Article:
Each of us have certain qualities and characteristics that define us or make us different from everyone else. As a parent, don’t you love the differences in each of your children, how they learn, how they think and act, and what interests them? It’s such a joy to provide an environment where those differences can be nurtured and appreciated. If you have more than one child, and they are given time to pursue their interests, you will find that one child may enjoy hours on end reading, another loves to spend hour upon hour drawing and exploring their creative side. Some will gravitate towards video games and technology. All of these avenues are ways of learning.

The individual has always had to struggle to keep from being overwhelmed by the tribe. If you try it, you will be lonely often, and sometimes frightened. But no price is too high to pay for the privilege of owning yourself.”
― Friedrich Nietzsche
Is it really reasonable to believe that every sixth grader will be passionate about learning about early civilizations for history? That they will be ready to comprehend ratios and define median and mode? Setting up learning expectations by age, and ignoring individuality breeds boredom for some and frustration for many, teachers and students alike. Yet we set up these rules by ages and forget about individuality much too often. Respecting individuality in our children teaches us a lot. Not only about the topic at hand, but of individuality and respect for differences.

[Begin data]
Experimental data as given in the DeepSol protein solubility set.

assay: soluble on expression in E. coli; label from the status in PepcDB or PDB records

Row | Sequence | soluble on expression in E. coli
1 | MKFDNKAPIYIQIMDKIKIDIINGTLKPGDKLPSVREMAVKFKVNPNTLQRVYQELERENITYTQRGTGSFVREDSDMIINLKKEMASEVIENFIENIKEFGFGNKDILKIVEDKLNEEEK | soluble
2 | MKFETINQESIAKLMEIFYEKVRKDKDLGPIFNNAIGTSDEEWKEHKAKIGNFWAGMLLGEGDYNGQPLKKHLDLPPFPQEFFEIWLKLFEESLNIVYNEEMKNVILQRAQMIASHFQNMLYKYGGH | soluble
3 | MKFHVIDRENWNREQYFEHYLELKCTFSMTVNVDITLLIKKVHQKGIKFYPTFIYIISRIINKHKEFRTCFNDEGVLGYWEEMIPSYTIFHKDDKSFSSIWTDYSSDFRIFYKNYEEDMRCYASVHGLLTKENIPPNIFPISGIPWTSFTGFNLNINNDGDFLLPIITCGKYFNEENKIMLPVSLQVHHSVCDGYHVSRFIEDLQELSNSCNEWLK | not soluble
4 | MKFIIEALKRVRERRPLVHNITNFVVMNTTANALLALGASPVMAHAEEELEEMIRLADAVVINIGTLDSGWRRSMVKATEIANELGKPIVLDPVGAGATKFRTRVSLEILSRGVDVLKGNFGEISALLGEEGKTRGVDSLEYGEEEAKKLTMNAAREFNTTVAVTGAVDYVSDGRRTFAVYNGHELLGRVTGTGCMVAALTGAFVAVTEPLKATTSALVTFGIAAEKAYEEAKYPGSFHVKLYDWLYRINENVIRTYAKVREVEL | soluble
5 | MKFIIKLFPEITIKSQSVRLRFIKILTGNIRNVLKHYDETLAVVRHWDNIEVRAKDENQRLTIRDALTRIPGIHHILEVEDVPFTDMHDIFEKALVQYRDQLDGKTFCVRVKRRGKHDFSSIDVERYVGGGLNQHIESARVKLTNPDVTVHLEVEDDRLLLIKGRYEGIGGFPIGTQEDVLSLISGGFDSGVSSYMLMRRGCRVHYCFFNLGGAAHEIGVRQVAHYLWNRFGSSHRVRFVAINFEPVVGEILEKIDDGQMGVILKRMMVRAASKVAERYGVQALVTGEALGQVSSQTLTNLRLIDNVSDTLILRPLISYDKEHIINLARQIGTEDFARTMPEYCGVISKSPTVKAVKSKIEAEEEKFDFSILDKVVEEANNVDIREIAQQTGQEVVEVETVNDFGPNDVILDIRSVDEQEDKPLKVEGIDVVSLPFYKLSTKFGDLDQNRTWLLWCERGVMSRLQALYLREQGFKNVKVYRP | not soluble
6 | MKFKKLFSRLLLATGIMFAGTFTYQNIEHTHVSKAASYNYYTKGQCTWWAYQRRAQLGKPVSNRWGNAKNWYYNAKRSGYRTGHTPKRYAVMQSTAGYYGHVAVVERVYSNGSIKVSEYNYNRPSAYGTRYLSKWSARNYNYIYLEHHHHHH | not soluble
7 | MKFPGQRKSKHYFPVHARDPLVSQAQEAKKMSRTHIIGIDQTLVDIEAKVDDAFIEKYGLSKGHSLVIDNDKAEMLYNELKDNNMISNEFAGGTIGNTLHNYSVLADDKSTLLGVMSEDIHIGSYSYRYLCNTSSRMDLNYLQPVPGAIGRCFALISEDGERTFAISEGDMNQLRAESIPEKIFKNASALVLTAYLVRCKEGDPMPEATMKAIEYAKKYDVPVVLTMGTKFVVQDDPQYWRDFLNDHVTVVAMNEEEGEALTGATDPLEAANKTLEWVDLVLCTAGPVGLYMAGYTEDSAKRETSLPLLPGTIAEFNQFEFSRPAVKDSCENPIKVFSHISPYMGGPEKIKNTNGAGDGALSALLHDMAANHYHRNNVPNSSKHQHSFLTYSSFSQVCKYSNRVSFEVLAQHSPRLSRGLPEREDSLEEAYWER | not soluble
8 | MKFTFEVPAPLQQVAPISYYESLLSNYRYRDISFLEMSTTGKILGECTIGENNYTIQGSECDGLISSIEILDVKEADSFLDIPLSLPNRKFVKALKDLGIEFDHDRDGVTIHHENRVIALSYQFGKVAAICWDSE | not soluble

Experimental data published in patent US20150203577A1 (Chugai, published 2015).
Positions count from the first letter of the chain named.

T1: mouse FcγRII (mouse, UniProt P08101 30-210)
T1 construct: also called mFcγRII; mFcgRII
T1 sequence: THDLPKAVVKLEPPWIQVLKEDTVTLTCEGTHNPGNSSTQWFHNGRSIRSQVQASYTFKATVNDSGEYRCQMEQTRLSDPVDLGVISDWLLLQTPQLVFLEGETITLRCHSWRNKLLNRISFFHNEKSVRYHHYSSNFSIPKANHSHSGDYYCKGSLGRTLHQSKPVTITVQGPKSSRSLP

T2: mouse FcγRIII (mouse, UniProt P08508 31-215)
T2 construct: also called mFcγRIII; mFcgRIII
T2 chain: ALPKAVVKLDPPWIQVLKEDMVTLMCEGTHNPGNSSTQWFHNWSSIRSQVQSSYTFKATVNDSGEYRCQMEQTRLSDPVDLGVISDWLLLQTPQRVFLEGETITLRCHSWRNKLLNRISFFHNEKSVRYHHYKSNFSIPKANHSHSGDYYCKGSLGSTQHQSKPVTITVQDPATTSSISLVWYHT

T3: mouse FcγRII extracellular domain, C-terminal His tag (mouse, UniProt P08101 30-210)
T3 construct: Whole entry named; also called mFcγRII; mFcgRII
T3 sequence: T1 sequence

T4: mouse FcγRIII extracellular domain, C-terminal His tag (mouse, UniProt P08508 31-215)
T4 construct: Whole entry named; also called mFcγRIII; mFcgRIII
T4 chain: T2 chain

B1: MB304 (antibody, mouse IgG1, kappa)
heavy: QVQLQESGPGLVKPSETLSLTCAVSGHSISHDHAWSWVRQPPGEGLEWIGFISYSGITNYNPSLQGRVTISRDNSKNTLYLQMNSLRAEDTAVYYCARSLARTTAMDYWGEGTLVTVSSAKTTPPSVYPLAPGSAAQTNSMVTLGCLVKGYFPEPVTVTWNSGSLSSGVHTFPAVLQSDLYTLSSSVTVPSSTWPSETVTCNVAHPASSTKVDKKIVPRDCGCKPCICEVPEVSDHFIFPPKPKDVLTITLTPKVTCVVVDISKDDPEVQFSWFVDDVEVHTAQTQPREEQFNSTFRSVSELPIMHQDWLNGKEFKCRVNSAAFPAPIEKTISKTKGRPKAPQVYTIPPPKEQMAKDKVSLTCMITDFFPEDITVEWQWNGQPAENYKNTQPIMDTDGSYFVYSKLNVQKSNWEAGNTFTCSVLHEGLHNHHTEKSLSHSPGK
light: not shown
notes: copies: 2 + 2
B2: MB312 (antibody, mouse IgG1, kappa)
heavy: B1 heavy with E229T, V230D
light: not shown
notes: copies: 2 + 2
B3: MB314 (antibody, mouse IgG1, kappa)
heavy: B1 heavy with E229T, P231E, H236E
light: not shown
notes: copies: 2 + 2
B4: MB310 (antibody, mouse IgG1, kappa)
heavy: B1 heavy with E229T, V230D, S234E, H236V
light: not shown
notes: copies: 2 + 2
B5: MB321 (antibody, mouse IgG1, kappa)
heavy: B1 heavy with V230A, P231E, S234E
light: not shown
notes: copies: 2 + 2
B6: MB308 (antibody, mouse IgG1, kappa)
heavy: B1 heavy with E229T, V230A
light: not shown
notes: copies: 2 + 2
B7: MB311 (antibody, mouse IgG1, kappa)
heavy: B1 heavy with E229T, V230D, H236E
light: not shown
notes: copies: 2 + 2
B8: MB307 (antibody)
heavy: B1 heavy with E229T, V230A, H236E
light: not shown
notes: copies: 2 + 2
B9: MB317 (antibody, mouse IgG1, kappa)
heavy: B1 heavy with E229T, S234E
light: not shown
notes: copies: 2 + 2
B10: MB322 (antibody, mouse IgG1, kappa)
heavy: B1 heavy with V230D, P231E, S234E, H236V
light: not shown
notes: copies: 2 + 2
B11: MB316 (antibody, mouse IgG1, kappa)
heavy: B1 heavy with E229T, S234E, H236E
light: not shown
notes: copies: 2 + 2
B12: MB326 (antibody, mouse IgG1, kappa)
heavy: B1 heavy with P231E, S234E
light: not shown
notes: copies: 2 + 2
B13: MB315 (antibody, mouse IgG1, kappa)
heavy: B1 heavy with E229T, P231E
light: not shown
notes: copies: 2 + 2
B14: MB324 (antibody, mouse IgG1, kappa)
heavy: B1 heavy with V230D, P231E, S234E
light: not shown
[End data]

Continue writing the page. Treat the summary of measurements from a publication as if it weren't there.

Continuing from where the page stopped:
We tell our kids to think out of the box, yet that is not how we set up their learning. Educating the masses has led to cookie cutter children. They all  learn the same thing at the same age, with the same people year after year. John Taylor Gatto briefly discusses  what he calls the conformity function. Schools often function in a way that makes children as alike as possible. I think it’s a glorious thing to celebrate the differences we each possess. I say it makes life more interesting. Homeschooling, particularly unschooling, provides an environment where uniqueness can be celebrated. Conformity is not the name of the game.
“Whenever you find yourself on the side of the majority, it is time to reform (or pause and reflect).”
― Mark Twain
So tell me what makes you different? What differences do you celebrate in your children?


One thought on “Individuality”

  1. Very nice Post. It was an interesting read. I agree, there are differences in personality. I am not a parent yet but I hope that when I will be I shall be able to let that individuality built, in a way that is irrespective of birth order. I just want no constraints. I want it to be different under similar circumstances of parenting…


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